The UofR provides a superb home for the Tier 1 CRC in Water, Environment and Sustainability because of its long-standing commitment to, and substantial expertise in, the allied fields of Environment, Water and Energy. The UofR is a leader in these topics, which are well supported by on-going provincial, national and international initiatives.

2.1 Local – In a 2017 analysis by Thomson Reuters InCites tool, the UofR ranked in the top one per cent in the world for academic citations in five out of 22 research fields (www.uregina.ca/external/communications/feature-stories/current/2017/07-13.html). To facilitate collaboration and team development, the CRC will be housed in IECS within the $100M Research and Innovation Centre. As Director of IECS, the CRC will be supported by the UofR through the continued provision of three centrally funded PhD-level research positions (total salary ca. $400,000/yr), including an Associate Director and Environmental Analyst, an Environmental Molecular Biologist, and a Numerical Scientist. The CRC can also develop collaborations with UofR scientists in Biology (which has many environmental researchers) Environmental Systems Engineering, Chemistry & Biochemistry, Geography & Environmental Studies, and Geology. Finally, the UofR has several Centres of Research Excellence that complement and support the CRC, including the Geomodelling and GIS Research Laboratory (www.uregina.ca/science/about/specialized-labs-folder/geomodelling-gis.html), the Petroleum Technology Research Centre (ptrc.ca/), the Institute for Microbial Systems and Society, and the Institute of Energy, Environment and Sustainable Communities (www.ieesc.ca/home). Importantly, the CRC will have unprecedented capability to turn research findings into effective governance through collaborations with members of the Johnson-Shoyama Graduate School of Public Policy (schoolofpublicpolicy).

2.2 Provincial & National – Saskatchewan is home to several research agencies with a long history of collaboration with UofR researchers on environmental issues. In particular, faculty and IECS staff have a 20-yr history of collaboration and funding with Agriculture and Agri-food Canada, Saskatchewan Water Security Agency, Saskatchewan Environment, Saskatchewan Agriculture, Manitoba Sustainable Development, Nature Saskatchewan, Alberta Environment and Parks, BC Environment, Fisheries and Oceans Canada, Environment & Climate Change Canada, Ducks Unlimited, Ontario Hydro, Canadian Wildlife Service, City of Regina, EPCOR, and Stantec Consulting, among others. These well-established relationships remain at the heart of the proposed CRC program. In addition, the CRC should be able to form effective collaborations with members of the University of Saskatchewan’s Global Institute of Water Security, Toxicology Centre, and Centre for Hydrology, as well as the National Hydrology Research Centre in Saskatoon.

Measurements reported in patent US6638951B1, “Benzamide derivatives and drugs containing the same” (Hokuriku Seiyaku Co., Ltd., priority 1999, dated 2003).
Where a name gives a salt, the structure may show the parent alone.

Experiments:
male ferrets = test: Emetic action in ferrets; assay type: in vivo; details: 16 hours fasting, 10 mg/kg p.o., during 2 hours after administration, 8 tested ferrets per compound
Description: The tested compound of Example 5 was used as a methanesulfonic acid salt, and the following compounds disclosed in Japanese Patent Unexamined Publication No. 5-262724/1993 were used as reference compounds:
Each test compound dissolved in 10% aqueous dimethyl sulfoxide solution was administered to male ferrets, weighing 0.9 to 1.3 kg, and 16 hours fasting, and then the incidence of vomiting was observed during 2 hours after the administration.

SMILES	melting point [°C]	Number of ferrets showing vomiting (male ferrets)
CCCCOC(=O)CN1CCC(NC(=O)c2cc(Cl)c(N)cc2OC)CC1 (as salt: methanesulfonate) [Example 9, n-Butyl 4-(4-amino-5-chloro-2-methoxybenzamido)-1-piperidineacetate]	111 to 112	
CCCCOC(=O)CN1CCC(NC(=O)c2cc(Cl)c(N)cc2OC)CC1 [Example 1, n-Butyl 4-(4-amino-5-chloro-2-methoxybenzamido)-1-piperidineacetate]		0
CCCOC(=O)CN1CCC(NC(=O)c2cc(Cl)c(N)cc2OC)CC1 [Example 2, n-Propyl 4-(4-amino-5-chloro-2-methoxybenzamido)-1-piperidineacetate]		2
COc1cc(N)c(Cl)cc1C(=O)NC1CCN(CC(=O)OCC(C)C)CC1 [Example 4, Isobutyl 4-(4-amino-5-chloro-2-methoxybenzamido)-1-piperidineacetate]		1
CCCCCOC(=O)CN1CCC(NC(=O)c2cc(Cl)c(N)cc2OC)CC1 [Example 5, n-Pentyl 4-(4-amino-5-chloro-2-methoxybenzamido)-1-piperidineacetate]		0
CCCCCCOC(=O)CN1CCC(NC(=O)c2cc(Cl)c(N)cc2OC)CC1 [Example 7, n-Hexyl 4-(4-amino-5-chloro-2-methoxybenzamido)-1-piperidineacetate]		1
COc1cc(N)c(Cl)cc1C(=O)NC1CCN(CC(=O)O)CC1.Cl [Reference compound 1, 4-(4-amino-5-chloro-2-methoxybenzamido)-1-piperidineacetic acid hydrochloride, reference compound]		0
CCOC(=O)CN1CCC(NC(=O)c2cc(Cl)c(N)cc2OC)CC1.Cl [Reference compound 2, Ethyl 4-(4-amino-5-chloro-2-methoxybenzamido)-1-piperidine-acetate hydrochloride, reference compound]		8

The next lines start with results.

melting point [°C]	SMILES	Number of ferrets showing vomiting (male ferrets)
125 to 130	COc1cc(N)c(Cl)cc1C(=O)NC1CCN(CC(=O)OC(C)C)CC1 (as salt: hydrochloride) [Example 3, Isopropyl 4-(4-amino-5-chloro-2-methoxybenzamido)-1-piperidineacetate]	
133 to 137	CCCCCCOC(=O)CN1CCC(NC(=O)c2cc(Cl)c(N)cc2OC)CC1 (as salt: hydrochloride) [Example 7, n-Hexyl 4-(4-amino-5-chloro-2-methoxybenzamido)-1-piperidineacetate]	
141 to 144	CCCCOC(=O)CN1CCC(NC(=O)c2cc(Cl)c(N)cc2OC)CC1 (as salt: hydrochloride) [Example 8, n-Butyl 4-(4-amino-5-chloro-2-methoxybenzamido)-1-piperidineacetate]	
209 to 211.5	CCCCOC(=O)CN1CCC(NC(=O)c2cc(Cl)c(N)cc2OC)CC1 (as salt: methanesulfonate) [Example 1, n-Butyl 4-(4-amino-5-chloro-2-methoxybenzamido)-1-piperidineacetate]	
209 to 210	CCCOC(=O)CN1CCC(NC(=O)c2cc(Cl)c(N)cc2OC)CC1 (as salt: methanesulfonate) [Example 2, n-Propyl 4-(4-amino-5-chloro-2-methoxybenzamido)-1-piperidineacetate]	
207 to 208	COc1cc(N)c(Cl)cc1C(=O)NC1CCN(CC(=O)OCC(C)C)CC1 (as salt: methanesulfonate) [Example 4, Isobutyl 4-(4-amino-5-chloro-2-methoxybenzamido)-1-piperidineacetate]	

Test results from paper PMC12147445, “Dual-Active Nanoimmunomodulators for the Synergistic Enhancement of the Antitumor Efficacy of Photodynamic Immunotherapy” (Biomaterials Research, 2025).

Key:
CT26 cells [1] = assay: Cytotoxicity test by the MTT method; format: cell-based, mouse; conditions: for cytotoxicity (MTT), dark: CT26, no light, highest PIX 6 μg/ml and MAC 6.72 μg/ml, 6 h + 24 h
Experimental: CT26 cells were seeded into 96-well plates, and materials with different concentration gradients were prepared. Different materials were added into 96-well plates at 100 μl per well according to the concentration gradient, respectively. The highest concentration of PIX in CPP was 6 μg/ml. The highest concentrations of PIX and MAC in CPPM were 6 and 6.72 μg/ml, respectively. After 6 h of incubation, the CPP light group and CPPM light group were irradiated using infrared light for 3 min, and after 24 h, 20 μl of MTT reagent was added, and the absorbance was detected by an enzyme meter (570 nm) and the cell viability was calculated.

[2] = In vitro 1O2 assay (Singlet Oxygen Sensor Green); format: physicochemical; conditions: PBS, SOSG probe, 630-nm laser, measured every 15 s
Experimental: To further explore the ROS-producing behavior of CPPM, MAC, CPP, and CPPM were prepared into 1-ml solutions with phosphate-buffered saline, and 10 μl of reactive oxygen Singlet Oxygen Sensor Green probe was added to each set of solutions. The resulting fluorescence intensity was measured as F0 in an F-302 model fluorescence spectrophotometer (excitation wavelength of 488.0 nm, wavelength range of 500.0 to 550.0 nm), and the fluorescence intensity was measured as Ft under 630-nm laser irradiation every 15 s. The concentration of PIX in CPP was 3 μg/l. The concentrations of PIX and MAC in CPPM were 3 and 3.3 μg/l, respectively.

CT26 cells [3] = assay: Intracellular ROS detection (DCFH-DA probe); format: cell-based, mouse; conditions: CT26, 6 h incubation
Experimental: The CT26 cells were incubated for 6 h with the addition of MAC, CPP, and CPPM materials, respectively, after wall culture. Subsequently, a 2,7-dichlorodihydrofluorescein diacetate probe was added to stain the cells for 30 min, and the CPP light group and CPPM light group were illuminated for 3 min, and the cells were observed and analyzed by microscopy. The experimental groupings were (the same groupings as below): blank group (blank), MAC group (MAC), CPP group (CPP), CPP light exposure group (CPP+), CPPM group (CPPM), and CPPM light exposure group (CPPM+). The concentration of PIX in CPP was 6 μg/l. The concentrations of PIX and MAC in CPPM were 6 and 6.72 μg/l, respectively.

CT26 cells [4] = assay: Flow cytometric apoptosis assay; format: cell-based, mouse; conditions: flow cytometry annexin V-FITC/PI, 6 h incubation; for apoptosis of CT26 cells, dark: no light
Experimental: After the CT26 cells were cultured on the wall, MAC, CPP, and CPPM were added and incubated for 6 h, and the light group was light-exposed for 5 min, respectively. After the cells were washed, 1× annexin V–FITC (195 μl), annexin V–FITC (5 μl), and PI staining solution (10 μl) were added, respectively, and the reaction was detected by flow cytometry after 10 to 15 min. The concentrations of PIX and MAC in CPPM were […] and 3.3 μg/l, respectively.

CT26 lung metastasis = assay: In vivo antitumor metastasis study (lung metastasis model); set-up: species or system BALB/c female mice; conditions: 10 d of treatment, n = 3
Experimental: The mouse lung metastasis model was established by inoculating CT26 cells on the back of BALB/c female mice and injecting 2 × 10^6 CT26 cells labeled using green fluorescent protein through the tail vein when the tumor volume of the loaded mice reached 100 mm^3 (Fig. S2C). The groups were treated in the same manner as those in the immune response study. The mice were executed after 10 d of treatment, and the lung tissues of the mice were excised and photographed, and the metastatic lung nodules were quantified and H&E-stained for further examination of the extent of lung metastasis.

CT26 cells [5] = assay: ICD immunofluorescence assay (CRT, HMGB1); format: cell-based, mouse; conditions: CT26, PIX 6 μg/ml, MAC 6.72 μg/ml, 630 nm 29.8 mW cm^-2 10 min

2.3 International – All Tier 1 CRC candidates are international scholars with mature collaborative networks. Consequently, it is expected that techniques and research developed by the CRC at the UofR will provide critical new insights to improve the management of aquatic resources and continue the tradition of excellence in regional, national and global environmental research and education.

  1. Strategic Research Plan

The proposed CRC aligns with the one of the five UofR “research clusters” (designated area of research priority): ‘Water, Environment and Clean Energy’ www.uregina.ca/research/research-expertise/research-strengths/index.html). Research in this cluster investigates environmental threats to semi-arid regions of Saskatchewan and elsewhere, informs decision makers on how to alleviate impacts of climate, land-use and pollution on aquatic and terrestrial resources, and develops adaptive management strategies and policies to address challenges associated with climate change, population growth, and development of natural resources.

The CRC in Water Environment and Sustainability will advance these objectives by renewing the UofR’s leadership in water and environmental research using a combination of experiments, modeling, retrospective research, and multi-decadal study of prairie lakes. By providing the CRC with an annual operating grant, as well as the infrastructure of IECS, the UofR will enable the successful CRC candidate to expand their research on how human activities affect the health and sustainability of global aquatic resources. In particular, the ability of the CRC to continue the QU-LTER program will be essential to help Saskatchewan protect its freshwater resources against the multiple threats posed by climate change, chemical/nutrient pollution, land-use change, urbanization, water extraction for potash mining, and invasive species in the coming decades. Similarly, as Director of IECS, the CRC will continue to develop IECS as a critical training and recruitment tool for the UofR (faculty, students, collaborators), a source of research revenue ($15M to date), and a portal for public outreach. As interdisciplinary collaboration is a hallmark of a Tier 1 CRC, we anticipate that the new CRC in Water, Environment and Sustainability will continue the traditions of broad-based and representative leadership in Environmental Sciences at the UofR.

  1. Recruitment Strategy and Sustainability

The UofR seeks top-tier candidates to advance our goal of equitable, excellent and representative faculty appointments. Given program requirements and the global demographics of scientists in the fields of water, environment and sustainability, we are seeking a mid-career female scientist with an international reputation.

Several features of this proposal increase the likelihood of recruiting a superior nominee. First, provision of resources represented by IECS ($7M in equipment, three centrally-funded PhD researchers, 25 years of environmental data) make this a ‘start up’ package which is unlikely to be matched by any other university, thereby increasing national competitiveness. Second, by selecting a candidate with a similar research agenda, portfolio, and skills as the current Director, we maximize the value of existing infrastructure and human resources to the CRC. Third, the Faculty of Science has committed to reduce the CRC’s teaching load by 50%, consistent with past practice in Science.

For further information, see: